• Norway said it would, after a 14-year interruption, violate international whaling rules and export whale meat to Iceland.
  • Japan said it would no longer oppose bowhead whaling by Russian and Alaskan Eskimos. The issue had sparked considerable debate at the most recent meeting of the International Whaling Commission. But the diplomatic trade-off appears to be Japan's insistence that the U.S. itself tolerate the controversial Japanese minke hunts.
  • Brazilian, Swedish, and British officials, meeting in Rio to mark the tenth anniversary of the Earth Summit, urged developed countries to agree to funding poverty reduction and environmental protection measures and activities in the developing world. Brazilian President Fernando Henrique Cardoso said that "Brazil and the majority of developing countries do not accept reopening negotiations on principles and concepts established at Rio 92. Political leaders have to have a vision for the future . . . . They have to have the courage to confront other important questions related to development, such as, for example, protectionism and market access." Brazil's foreign minister said that technology transfers, development assistance, and market access in developed countries for the developing world's agricultural exports would be the chief issues his country would advance at the upcoming World Summit on Sustainable Development (WSSD). British Deputy Prime Minister John Prescott attended, supposedly at the urging of United Nations officials who feared that the WSSD would be a "disaster" if disputes between developed and developing countries are not set aside or resolved. See http://news.independent.co.uk/world/environment/story.jsp?story=308124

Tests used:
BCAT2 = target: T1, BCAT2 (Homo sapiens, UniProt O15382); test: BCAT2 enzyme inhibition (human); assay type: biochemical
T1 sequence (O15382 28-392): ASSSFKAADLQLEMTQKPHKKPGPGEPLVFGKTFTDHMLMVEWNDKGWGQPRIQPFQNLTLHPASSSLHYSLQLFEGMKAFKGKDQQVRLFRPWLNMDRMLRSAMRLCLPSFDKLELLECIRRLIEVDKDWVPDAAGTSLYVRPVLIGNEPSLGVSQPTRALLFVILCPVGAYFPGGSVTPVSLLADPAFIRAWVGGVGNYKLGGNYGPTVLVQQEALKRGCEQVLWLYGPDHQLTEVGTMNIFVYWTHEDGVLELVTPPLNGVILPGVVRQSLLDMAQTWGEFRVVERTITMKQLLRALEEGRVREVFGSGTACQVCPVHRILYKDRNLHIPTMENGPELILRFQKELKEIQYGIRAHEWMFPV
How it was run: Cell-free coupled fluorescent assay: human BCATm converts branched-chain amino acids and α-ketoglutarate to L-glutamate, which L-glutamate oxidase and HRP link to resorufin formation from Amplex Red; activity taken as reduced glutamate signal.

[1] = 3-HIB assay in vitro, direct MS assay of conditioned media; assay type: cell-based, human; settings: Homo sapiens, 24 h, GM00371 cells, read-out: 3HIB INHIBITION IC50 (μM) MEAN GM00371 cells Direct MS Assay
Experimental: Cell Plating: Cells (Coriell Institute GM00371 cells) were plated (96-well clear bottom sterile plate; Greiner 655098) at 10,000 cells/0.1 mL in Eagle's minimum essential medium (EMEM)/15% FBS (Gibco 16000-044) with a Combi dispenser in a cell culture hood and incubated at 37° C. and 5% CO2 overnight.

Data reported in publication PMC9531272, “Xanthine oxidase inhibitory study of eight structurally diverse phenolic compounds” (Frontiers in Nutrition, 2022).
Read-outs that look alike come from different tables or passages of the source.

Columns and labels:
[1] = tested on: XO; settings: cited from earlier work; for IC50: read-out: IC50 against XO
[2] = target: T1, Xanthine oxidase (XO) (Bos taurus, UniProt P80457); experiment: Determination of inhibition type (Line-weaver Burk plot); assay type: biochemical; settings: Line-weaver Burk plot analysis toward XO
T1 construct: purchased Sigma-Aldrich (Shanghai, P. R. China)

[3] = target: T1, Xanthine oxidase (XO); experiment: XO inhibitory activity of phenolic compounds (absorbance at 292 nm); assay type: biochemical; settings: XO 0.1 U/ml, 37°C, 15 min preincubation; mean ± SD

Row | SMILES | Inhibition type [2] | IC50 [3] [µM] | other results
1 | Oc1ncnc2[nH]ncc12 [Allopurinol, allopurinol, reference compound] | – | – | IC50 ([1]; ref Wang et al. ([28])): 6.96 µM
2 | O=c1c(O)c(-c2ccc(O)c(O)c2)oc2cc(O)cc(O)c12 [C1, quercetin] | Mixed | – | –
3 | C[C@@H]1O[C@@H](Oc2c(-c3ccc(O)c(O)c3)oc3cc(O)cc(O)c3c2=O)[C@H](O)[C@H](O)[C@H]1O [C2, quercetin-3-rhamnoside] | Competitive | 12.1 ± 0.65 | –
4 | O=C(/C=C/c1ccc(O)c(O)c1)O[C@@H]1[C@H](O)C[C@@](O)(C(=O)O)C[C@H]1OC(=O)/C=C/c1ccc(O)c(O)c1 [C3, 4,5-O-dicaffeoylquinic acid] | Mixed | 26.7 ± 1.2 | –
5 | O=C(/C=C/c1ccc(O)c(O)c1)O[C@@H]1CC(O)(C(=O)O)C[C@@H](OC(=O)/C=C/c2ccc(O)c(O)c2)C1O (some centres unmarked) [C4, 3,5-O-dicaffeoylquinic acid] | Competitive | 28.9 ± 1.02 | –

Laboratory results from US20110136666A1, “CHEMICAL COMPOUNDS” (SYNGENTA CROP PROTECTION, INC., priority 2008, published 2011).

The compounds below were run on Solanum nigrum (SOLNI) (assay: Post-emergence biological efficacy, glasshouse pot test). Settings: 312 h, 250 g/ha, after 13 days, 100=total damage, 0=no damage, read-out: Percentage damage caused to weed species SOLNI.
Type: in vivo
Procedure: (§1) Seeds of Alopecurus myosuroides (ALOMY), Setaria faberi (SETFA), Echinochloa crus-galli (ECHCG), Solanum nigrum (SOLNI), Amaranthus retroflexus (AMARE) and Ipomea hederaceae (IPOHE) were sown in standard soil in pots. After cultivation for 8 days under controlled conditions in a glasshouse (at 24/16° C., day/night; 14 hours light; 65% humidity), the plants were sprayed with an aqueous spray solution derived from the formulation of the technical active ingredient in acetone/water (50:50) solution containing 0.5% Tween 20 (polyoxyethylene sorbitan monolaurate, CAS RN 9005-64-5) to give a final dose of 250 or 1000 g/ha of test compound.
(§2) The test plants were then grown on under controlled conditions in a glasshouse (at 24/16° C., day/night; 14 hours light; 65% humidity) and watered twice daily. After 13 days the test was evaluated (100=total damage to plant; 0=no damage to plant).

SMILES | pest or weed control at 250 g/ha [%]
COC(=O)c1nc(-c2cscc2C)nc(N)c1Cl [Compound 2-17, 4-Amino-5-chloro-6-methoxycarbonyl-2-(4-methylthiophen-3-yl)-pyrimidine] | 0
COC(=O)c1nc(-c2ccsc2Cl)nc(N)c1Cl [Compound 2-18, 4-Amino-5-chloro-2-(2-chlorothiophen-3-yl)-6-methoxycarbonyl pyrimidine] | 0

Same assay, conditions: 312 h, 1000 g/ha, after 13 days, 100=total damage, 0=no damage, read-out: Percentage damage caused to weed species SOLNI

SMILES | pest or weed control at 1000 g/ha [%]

• Also present was South African President Thabo Mbeki, the host of the WSSD. He urged national leaders to attend. President Bush has already announced that he will not; he plans to travel to Africa next year on an AIDS-prevention tour. Mbeki said he would work hard to bridge north-south divides in advance of the WSSD. "The failure to find consensus in Bali on some of these issues places increased responsibility on the president, as chairperson of the WSSD, to ensure that a basis for agreement is developed between now and August," Mbeki said. "We will be starting a process of consultation with the major groupings in the United Nations system to explore the possibilities of finding consensus."
  • U.N. Environmental Program Executive Director Klaus Toepfer said one priority of the WSSD should be to replenish the Global Environment Facility. And he said he is still hopeful that Bush will attend. "I am still convinced that the United States too will be aware of the need for their leadership," he said. "I am also realistically optimistic that the United States will play their part and the decision [as to whether Bush will attend] will be very carefully considered," Toepfer added. "More than ever we have to fight all together against terrorism. But we must also use this alliance against hunger and hopelessness, and for globalization with a human face."
  • South African officials said they were enhancing security measures in anticipation of receiving 65,000 guests at the WSSD. "We have learned lessons from Seattle, Genoa and Davos," said police director of VIP protection Sean Tshabalala. "The same will not be allowed to happen. . . . Spontaneous activities are just not acceptable. A group of people gathering spontaneously will be picked up and locked up."